The cost of renting in the UK is higher than anywhere else in Europe, according to figures from the National Housing Federation.
The data suggests that UK renters spend an average 39.1% of their income on rent, compared with the European average of 28%.
The NHF said private tenants make up around 17% of all UK residents. Despite being a relatively small proportion of residents, they are facing high costs. According to the figures, rent in Germany and the Netherlands are around 50% cheaper than in the UK.
The UK also eclipses other western European nations such as Germany and Holland, where even though earnings are more similar, private rents are close to 50 per cent cheaper – at €600 and €625 respectively.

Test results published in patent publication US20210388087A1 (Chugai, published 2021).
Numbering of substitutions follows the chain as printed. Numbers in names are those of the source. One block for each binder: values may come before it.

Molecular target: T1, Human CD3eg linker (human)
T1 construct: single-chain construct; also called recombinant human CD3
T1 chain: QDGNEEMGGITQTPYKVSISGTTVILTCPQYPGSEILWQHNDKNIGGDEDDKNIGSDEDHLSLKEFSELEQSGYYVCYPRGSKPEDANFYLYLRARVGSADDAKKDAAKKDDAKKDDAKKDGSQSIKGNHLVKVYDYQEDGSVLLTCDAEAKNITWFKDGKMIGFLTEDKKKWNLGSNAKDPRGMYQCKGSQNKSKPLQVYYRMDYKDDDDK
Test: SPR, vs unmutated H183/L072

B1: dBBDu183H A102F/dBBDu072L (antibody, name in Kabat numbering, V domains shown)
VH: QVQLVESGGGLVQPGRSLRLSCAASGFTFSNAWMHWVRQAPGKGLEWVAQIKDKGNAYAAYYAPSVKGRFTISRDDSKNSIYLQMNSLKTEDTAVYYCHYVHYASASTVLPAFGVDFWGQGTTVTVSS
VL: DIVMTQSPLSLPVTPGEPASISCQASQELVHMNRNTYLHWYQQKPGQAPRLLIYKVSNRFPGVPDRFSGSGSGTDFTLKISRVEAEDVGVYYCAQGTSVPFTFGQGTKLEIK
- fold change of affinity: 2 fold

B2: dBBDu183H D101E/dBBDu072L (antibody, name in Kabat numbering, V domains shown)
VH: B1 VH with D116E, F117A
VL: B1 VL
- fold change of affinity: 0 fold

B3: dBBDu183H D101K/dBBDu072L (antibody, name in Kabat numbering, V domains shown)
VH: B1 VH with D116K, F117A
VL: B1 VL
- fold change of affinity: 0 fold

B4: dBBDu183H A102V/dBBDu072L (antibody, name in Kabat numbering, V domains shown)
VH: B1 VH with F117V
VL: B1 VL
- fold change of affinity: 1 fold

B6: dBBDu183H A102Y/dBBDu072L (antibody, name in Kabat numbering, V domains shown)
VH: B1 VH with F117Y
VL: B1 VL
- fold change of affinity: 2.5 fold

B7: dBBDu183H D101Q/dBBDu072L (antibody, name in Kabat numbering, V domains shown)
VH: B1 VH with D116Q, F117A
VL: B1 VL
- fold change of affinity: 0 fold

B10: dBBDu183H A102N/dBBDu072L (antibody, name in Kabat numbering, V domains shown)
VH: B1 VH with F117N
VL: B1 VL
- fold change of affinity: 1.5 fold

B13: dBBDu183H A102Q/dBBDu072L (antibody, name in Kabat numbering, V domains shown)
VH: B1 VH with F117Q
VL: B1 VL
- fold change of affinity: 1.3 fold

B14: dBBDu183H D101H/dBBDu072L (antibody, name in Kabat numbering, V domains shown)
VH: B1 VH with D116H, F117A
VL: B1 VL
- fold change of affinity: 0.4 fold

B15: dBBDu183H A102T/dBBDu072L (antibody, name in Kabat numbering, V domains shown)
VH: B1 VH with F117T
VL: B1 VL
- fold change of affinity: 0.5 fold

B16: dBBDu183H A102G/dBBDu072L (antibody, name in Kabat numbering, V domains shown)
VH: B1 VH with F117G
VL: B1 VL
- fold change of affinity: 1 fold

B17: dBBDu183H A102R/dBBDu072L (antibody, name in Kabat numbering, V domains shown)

The private rental sector has grown rapidly in recent years, driven by a fall in social housing and affordability barriers for people aspiring to own their own homes.
About 4.8m households are now private renters. In the run-up to the election, housing has been a key theme for politicians, and Labour, the Liberal Democrats and the Green party have all vowed to limit rent rises if they get into power.
Rising house prices and tougher credit conditions have led to many who would previously have bought homes remaining in the rented sector for longer. Although first-time buyer activity picked up in 2014, figures from estate agents Your Move and Reeds Rains suggest a sharp fall in the number of new entrants to the market so far this year.
The area with the largest median house price last year was Kensington and Chelsea, in London, at £1.19m. The lowest median average property price was in Blaenau Gwent in Wales at £75,000